Building Positive Relationships: Helping Children Connect the Dots

Any time the children in my class make a mental connection, I celebrate with them. A while back, the class was absolutely enthralled with the book Owl Babies by Martin Waddel. One day a child was upset and told me that they wanted their mommy. I said, “Don’t worry, mommy is coming back.” Another child thought for a moment and said, “Just like the owl babies’ mommy!” I was very impressed with this connection and Owl Babies became our flagship book for remembering that mommy always comes back.

Children make connections like this all the time. The challenge for us, as teachers, is to not get so caught up in our own agenda that we miss the children trying to tell us about their connections. Any time I hear a child insistently calling my name – no matter what we are doing at the time – I try to answer and give them a chance to talk. It takes some practice and some patience, but I have found that the connections that the children make are much more visible to me.

There are two aspects of teaching this way that I want to discuss further. The first is, as I said, our own agenda. We all have a lesson plan that we must follow every week. We have activities planned that we know the children will enjoy and that will help them grow in the areas they need to grow in. The children keep trying to tell us something, but we don’t have time to listen to what they have to say – they need to be quiet so that we can move on to our next activity. Have you felt like that? Like there is too much distracting you from fulfilling your agenda for the day? Like they just don’t want to listen to you, and don’t they realize that we have a lot to do today?

SLOW DOWN

Your agenda, in the grand scheme of things, is not that important. What is important is that this young child, who is still learning about and experiencing life, thinks highly enough of you that they want to share a piece of their life with you. This piece is so important to them that they will do whatever they can to get your attention so that they can share it.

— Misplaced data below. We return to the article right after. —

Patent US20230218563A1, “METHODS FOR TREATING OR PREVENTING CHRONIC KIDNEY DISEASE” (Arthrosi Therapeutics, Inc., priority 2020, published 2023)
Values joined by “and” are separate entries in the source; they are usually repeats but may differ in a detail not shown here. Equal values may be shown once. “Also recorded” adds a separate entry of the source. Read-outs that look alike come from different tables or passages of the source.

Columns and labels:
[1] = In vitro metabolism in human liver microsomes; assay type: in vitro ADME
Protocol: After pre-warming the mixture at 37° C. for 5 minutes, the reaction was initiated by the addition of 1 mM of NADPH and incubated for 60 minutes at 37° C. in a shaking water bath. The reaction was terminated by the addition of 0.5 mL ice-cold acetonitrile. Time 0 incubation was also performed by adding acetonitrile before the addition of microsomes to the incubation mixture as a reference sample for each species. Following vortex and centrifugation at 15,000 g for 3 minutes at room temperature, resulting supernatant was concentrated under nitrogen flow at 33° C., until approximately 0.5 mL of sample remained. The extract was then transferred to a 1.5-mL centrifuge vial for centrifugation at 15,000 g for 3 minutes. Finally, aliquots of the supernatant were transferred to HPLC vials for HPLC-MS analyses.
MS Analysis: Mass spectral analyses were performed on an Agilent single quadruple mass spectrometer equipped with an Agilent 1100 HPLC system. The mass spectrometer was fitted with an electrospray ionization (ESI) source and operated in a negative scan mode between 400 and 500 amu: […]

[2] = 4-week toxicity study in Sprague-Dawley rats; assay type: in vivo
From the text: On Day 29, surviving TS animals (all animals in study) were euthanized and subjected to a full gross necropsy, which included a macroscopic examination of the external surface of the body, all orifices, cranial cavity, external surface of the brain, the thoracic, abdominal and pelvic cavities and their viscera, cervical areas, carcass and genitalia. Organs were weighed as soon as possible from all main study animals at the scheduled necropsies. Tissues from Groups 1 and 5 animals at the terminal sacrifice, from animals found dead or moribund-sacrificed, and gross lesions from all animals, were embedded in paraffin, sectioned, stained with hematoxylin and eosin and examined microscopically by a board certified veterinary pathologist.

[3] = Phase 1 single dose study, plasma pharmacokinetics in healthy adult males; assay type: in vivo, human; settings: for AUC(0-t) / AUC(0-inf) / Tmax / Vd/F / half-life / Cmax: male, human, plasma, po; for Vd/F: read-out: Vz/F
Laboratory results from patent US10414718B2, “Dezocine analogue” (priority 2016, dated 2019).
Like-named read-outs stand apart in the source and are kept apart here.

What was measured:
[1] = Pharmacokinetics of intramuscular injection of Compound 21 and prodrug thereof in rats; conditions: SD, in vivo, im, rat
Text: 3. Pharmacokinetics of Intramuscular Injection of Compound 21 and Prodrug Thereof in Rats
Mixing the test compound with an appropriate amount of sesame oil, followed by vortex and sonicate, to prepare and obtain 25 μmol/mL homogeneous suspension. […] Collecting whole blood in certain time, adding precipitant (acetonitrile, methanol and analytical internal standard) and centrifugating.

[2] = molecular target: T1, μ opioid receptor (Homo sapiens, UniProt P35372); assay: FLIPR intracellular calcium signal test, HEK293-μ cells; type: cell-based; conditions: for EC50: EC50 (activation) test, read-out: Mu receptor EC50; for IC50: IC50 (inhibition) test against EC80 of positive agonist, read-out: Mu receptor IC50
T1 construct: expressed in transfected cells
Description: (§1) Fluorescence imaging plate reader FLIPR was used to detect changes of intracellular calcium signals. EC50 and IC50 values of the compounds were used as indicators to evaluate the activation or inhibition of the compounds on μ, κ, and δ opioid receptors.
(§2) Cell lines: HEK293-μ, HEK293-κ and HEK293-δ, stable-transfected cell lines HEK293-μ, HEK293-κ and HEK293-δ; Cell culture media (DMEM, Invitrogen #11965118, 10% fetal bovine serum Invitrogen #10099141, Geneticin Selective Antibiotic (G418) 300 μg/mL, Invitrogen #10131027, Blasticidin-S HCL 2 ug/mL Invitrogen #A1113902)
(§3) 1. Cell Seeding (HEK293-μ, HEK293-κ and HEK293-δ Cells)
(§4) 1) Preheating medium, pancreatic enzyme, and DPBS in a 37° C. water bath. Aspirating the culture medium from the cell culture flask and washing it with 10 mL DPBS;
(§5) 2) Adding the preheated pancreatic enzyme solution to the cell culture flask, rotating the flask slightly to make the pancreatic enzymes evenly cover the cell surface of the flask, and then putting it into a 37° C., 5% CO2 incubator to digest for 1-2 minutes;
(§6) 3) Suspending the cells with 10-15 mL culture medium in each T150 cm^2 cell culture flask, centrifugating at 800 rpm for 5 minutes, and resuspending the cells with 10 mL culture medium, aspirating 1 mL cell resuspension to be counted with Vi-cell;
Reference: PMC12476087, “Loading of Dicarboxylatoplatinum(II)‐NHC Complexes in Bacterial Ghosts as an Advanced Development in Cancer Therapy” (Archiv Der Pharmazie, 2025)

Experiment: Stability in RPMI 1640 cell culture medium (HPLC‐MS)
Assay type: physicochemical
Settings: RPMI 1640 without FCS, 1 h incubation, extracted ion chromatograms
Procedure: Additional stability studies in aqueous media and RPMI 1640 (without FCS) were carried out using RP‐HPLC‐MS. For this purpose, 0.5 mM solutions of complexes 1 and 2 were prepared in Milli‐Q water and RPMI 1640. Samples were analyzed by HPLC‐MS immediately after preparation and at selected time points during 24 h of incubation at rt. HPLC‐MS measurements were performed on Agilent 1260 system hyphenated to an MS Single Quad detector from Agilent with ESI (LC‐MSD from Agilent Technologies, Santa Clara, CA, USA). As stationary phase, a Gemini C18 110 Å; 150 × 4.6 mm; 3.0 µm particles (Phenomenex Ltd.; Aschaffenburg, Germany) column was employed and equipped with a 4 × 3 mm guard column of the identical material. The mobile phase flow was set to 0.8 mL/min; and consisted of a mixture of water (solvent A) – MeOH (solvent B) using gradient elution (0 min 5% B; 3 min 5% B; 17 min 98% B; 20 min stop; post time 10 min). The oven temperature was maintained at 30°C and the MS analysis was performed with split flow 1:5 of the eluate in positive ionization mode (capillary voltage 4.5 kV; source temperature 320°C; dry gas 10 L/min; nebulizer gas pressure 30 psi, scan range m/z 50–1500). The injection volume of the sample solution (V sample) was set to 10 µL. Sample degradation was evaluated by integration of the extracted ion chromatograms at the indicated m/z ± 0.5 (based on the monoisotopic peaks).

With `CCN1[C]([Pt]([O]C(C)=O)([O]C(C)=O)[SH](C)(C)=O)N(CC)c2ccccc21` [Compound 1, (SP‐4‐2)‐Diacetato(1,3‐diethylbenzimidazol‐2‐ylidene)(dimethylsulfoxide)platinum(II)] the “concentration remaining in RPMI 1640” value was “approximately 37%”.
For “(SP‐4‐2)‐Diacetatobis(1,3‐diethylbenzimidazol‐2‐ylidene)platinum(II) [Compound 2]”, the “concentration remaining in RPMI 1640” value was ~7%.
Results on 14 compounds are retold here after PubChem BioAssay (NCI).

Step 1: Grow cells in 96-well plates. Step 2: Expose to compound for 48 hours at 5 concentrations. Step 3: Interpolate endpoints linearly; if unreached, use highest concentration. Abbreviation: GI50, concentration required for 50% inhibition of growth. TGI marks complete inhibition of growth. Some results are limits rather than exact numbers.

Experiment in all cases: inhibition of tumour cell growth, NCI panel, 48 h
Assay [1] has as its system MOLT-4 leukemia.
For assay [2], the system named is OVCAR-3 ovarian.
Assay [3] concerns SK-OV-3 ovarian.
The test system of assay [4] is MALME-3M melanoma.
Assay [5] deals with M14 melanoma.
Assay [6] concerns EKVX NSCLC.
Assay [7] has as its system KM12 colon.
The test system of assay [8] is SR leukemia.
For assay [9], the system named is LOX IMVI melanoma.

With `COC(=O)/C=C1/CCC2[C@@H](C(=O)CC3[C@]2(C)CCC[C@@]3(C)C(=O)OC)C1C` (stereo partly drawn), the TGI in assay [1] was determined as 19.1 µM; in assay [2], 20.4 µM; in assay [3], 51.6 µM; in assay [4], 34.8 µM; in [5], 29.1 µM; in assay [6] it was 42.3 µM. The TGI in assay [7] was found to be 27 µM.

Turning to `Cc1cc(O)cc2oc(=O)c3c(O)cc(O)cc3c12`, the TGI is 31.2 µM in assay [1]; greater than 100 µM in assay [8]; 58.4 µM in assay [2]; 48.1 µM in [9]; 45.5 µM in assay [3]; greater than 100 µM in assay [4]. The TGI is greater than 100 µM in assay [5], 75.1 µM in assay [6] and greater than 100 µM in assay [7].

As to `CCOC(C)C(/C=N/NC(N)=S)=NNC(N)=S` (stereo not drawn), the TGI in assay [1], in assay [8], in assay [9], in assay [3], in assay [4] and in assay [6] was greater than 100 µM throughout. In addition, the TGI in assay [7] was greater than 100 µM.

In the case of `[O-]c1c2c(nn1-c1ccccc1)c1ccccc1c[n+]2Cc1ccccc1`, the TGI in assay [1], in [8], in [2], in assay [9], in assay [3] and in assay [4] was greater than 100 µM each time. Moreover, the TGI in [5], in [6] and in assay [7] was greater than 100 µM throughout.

WITH YOU.

Wherever this piece of their life leads you – to a different learning experience or a play idea that you hadn’t thought of before – pursue it for them. I promise you that whatever was so important to you can be reworked into the idea that was so important to them. And I realize that not all of the ideas that they have can be pursued. But this brings me to point number two.

Respect them enough to listen to them. Sometimes we get so caught up in thinking about them as children who need to be taught that we forget that they are people who have feelings, just like us. I know that when I am bursting with a new idea or have made a connection or have a celebration to share, I seek out the closest person I can find who I think will care. It can be a little deflating to try to share something with someone, but you can’t because that person can’t or won’t stop what they are doing for two minutes to listen to your news. It makes me think twice about sharing with them next time. If we don’t give children an chance to share their lives with us, how excited are they going to be to share with us when we want them to at circle time or any other time? How can we build connections with them if we don’t let them share with us? And what are the consequences as far as their self-esteem and their confidence if we don’t allow them to share?

What are the consequences to the classroom? If their inability to share leads to frustration, they may take that out on other children. If it leads to sadness, we may find ourselves dealing with a moody child. Neither option is ideal when working with a class full of children.

“Exactly,” I hear you say. “I have a class FULL of children. How can I possibly listen to the stories of every single one of them?” Well, the good news is that they won’t all have news to share at the same time. But the bad news is that many times the story of one child will trigger a thought in another, who will have to tell you their thought right then. This is a good opportunity to teach how we take turns when speaking. I have heard of several different ways to teach this communication skill, including giving a set of cut-out lips to the speaker and cut-out ears to the listener. My favorite, however, is simply to tell the children whose turn it is to talk. They typically understand, especially when they are told that they will get a turn as well. This even works when the teacher is trying to talk. Informing them of whose turn it is helps them to learn the mechanics of conversation.

The point is that nothing in anyone’s agenda is more important than the thoughts of the children. And the thoughts of the children can lead you to learning opportunities that you never dreamed of. Taking a moment to listen can be the greatest thing you, as a teacher, have done since making a lesson plan.